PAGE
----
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The Effectiveness of Individual Placement and Support in Chronic Pain Patients (IPSinPain)

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ClinicalTrials.gov Identifier: NCT02697656
Recruitment Status : Active, not recruiting
First Posted : March 3, 2016
Last Update Posted : May 16, 2018
Sponsor:
Collaborator:
Norwegian Directorate of Health
Information provided by (Responsible Party):
Silje Endresen Reme, Oslo University Hospital

Brief Summary:
Individual Placement and support (IPS) is an evidence-based approach originally developed to help people with severe mental disorders to obtain and maintain employment. The effectiveness of IPS for patients with severe mental illness is well documented, but has never previously been tested for patients with chronic pain. In fact, employment support is rarely provided in pain clinics, despite an increasing focus on integrating work and health in all patient treatment (OECD, 2013). The aim of this study is to investigate the effectiveness of IPS as an integrated part of the interdisciplinary treatment for patients with chronic pain in a hospital outpatient clinic.

Condition or disease Intervention/treatment Phase
Chronic Pain Behavioral: IPS Behavioral: Self-help Behavioral: Treatment as usual Not Applicable

Detailed Description:

Individual Placement and support (IPS) is an evidence-based approach originally developed to help people with severe mental disorders to obtain and maintain employment. IPS represents a relatively new approach to vocational rehabilitation and incorporates following principles: (1) Every person that wants to work, can work given that the person is provided with the appropriate work and environment. (2)The goal is employment in regular, competitive employment. (3) IPS is integrated with treatment. (4) Job search is individualised; based on the participants' preferences and competence. (5) Work incentives planning is provided; which includes counselling about how work can influence social security and other public benefits. The intention of this benefits counselling is to enable the participant to make informed decisions about work (job starts and changes). (6) The job support is not time-limited. (7) Finally, IPS differs from more traditional employment services in that it does not involve pre-vocational training, often referred to as "train, then place". (8) In IPS job search starts as soon as the client expresses an interest in work. Therefore, IPS follows the principle "place, then train".

The effectiveness of IPS for patients with severe mental illness is well documented. International research shows that IPS is more effective than other types of employment programs for this group of clients. However, the effect of IPS on patients with chronic pain in an outpatient hospital clinic is largely unknown.


Study Type : Interventional  (Clinical Trial)
Actual Enrollment : 65 participants
Allocation: Randomized
Intervention Model: Parallel Assignment
Masking: Single (Outcomes Assessor)
Primary Purpose: Treatment
Official Title: A Randomized Controlled Trial Assessing the Effectiveness of the Individual Placement and Support Model for Patients With Chronic Pain in an Outpatient Hospital Pain Clinic
Study Start Date : November 2015
Estimated Primary Completion Date : June 2018
Estimated Study Completion Date : June 2019

Resource links provided by the National Library of Medicine

MedlinePlus related topics: Chronic Pain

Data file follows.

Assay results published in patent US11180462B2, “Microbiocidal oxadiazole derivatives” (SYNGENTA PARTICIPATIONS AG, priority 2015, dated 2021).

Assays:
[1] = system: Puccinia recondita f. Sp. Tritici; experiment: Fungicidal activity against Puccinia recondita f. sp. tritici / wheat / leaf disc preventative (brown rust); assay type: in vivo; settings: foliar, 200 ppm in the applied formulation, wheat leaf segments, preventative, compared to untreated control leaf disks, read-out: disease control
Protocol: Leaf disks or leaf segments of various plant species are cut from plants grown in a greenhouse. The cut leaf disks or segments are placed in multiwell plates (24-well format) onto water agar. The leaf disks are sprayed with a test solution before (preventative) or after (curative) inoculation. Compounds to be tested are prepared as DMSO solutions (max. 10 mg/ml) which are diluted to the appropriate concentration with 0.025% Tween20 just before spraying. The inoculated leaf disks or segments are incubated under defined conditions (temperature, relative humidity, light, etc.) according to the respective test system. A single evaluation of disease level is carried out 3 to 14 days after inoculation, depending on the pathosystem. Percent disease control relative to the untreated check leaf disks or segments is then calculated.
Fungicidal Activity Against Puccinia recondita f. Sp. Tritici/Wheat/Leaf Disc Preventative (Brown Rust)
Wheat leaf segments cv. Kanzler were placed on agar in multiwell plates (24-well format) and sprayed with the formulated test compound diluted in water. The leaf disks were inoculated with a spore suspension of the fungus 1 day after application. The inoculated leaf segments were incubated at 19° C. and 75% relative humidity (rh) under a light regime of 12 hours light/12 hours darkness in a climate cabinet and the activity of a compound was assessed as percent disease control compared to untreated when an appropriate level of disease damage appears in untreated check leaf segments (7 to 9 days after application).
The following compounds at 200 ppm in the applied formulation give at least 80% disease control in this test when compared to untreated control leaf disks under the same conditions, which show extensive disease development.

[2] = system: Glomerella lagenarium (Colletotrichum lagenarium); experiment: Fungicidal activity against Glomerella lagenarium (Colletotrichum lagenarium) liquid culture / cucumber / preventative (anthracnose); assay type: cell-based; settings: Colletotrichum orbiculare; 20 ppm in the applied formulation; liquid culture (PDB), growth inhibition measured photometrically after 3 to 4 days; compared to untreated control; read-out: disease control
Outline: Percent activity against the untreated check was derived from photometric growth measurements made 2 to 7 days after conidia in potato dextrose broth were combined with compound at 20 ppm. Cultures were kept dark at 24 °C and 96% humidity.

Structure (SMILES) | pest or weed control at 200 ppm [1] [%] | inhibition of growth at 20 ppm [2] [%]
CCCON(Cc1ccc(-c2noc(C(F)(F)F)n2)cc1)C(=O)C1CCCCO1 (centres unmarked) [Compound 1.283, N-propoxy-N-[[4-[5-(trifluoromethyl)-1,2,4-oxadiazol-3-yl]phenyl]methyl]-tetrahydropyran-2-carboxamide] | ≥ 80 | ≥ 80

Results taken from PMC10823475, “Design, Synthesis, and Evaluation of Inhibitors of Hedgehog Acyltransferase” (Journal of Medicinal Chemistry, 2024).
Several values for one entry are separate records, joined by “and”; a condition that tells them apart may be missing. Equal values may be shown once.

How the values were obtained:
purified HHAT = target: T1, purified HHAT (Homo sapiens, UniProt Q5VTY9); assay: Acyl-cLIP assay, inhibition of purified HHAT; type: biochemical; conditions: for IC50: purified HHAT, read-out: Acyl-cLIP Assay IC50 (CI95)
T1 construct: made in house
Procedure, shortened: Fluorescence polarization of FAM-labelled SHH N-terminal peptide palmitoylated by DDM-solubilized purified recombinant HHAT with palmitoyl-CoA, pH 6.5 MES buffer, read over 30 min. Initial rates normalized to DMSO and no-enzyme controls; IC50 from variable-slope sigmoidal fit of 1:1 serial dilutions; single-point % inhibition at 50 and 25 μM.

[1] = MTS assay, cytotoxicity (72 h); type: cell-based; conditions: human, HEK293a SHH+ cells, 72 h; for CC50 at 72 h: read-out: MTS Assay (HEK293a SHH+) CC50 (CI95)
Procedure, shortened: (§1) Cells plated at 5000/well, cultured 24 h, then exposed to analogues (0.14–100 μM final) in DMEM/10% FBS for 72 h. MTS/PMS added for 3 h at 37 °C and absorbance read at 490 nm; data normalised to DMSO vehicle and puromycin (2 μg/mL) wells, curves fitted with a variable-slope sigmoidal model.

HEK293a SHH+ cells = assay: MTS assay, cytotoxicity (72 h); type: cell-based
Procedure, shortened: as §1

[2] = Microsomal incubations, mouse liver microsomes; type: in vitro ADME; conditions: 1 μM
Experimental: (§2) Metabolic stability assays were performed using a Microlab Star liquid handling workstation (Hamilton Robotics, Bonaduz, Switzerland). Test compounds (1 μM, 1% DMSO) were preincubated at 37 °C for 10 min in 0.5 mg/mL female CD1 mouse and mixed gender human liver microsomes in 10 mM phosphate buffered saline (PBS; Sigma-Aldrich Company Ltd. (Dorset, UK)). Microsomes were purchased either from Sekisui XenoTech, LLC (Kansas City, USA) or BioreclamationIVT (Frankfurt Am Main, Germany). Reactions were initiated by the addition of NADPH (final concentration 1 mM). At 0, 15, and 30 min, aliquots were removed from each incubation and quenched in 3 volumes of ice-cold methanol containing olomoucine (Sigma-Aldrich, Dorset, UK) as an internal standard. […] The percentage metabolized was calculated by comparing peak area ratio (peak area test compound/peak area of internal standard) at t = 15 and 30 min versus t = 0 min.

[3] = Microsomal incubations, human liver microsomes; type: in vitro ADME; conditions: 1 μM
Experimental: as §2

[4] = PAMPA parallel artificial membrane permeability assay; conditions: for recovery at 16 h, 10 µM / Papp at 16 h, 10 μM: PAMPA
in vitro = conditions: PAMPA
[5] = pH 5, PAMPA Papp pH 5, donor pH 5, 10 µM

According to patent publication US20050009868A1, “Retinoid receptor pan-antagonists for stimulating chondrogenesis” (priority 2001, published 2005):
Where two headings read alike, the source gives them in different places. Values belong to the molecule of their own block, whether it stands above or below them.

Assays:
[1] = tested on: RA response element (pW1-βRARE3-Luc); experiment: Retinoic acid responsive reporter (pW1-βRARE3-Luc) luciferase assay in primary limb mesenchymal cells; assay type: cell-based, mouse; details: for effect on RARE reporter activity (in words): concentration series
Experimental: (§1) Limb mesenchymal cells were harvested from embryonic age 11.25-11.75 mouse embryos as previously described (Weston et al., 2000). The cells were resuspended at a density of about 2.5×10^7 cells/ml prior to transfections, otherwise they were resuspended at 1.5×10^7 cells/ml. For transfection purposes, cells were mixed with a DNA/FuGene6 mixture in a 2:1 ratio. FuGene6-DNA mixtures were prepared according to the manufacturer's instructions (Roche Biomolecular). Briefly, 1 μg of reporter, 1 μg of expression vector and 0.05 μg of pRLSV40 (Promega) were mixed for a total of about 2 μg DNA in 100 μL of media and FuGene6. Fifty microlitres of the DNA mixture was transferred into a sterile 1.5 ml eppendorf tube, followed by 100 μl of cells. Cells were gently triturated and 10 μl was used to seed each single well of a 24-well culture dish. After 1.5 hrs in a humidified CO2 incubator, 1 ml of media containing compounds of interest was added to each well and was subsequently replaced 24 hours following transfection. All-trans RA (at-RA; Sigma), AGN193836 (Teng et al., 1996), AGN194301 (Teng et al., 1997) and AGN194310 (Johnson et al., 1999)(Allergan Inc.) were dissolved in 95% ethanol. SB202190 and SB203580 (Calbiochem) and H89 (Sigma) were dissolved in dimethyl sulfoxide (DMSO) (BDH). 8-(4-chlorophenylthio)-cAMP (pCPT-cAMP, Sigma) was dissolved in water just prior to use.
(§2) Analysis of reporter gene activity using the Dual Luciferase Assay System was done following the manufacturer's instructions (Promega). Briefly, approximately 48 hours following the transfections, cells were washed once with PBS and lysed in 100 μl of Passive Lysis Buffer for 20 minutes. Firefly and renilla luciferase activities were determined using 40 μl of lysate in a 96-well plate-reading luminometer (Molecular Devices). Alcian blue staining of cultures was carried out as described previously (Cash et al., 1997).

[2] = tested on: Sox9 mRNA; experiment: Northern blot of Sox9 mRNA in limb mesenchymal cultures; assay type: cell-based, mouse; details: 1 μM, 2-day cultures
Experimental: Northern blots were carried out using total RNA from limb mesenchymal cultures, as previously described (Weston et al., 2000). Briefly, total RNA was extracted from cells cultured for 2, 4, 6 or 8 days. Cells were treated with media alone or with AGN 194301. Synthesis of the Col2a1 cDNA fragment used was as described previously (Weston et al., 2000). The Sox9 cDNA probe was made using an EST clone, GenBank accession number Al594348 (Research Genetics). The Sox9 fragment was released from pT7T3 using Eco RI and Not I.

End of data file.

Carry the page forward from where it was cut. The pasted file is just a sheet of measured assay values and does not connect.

Arm Intervention/treatment
Active Comparator: Treatment as usual + self-help
Interdisciplinary treatment as usual at the outpatient pain clinic + an additional self-help binder with resources about pain management and employment advice.
Behavioral: Self-help
Self-help resources on obtaining employment and coping with chronic pain

Behavioral: Treatment as usual
Transdisciplinary treatment at the pain clinic. This includes medical, psychological and physiotherapy treatment.

Experimental: Treatment as usual + IPS
Individual job support (IPS) as an integrated part of the interdisciplinary treatment at the outpatient pain clinic.
Behavioral: IPS
Individualized job support provided by an employment specialist

Behavioral: Treatment as usual
Transdisciplinary treatment at the pain clinic. This includes medical, psychological and physiotherapy treatment.




Primary Outcome Measures :
  1. Competitive employment [ Time Frame: At 12-months follow-up ]
    Hours/days/weeks worked in competitive employment the last 12 months


Secondary Outcome Measures :
  1. Health-related quality of life [ Time Frame: 6 and 12 months follow-up ]
    EQ5D termometer

  2. Pain-related disability [ Time Frame: 6 and 12 months follow-up ]
    Oswestry, modified to chronic pain patients

  3. Pain intensity [ Time Frame: 6 and 12 months follow-up ]
    Numeric Rating Scale



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Ages Eligible for Study:   18 Years to 65 Years   (Adult, Older Adult)
Sexes Eligible for Study:   All
Accepts Healthy Volunteers:   No
Criteria

Inclusion Criteria:

  • Patients referred to the pain clinic and eligible for interdisciplinary treatment
  • Not currently working (long-term sick leave, disability pension or unemployed)
  • Expressed desire to work

Exclusion Criteria:

  • Living too far away from the pain clinic (outside of Oslo)

Information from the National Library of Medicine

To learn more about this study, you or your doctor may contact the study research staff using the contact information provided by the sponsor.

Please refer to this study by its ClinicalTrials.gov identifier (NCT number): NCT02697656


Locations
Norway
Silje Endresen Reme
Oslo, Norway
Sponsors and Collaborators
Oslo University Hospital
Norwegian Directorate of Health
Investigators
Principal Investigator: Silje E Reme, PhD Oslo University Hospital